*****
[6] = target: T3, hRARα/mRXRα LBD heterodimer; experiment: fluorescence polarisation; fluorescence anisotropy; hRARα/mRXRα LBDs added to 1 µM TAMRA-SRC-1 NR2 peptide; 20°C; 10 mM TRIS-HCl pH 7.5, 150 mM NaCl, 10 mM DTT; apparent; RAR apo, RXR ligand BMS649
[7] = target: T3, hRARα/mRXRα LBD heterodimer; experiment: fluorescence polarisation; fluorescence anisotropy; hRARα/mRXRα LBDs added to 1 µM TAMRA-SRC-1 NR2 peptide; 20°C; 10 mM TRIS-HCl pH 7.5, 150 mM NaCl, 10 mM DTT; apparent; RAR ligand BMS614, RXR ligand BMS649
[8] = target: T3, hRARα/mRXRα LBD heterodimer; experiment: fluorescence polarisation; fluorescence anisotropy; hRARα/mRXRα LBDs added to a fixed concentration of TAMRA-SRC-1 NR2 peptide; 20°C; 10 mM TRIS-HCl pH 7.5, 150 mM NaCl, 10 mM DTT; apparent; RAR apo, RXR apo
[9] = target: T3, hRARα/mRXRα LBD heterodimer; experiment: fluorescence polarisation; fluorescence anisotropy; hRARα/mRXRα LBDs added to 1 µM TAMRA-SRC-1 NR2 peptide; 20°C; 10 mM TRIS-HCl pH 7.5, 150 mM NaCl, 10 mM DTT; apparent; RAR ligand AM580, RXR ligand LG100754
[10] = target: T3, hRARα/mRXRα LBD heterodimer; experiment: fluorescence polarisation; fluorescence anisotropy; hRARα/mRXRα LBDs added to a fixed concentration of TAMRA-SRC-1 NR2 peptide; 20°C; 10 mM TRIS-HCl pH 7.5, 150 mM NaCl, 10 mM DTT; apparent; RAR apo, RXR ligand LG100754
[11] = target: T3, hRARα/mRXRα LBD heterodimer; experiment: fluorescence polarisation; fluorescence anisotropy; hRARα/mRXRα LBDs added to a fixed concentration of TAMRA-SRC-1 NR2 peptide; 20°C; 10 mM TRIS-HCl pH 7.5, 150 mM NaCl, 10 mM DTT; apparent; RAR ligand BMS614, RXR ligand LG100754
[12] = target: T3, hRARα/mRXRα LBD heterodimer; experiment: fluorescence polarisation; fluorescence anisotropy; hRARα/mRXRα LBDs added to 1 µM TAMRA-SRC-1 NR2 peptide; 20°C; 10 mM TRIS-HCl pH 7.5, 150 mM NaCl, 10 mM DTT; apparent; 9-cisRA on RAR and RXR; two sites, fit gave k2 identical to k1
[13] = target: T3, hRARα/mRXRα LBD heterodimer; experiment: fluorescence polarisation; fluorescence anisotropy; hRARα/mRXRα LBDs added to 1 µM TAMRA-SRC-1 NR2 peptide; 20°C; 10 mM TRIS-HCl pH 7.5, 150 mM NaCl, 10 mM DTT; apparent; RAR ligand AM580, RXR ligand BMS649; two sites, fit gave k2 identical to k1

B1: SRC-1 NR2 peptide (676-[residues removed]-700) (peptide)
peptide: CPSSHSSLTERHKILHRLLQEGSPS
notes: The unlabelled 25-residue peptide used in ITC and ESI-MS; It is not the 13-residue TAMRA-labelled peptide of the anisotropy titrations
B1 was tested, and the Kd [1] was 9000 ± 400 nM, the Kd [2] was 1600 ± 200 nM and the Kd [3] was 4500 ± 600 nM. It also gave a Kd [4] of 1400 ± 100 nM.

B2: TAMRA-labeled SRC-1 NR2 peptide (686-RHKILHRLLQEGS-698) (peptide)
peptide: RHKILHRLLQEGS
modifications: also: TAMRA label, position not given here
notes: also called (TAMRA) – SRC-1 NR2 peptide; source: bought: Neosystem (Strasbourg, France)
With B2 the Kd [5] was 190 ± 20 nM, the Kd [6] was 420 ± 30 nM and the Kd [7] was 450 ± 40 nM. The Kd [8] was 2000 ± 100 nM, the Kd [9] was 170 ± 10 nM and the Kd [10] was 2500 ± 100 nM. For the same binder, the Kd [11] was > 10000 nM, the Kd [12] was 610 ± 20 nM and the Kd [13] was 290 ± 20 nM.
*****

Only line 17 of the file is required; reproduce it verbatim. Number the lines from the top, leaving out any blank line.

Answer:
With B2 the Kd [5] was 190 ± 20 nM, the Kd [6] was 420 ± 30 nM and the Kd [7] was 450 ± 40 nM. The Kd [8] was 2000 ± 100 nM, the Kd [9] was 170 ± 10 nM and the Kd [10] was 2500 ± 100 nM. For the same binder, the Kd [11] was > 10000 nM, the Kd [12] was 610 ± 20 nM and the Kd [13] was 290 ± 20 nM.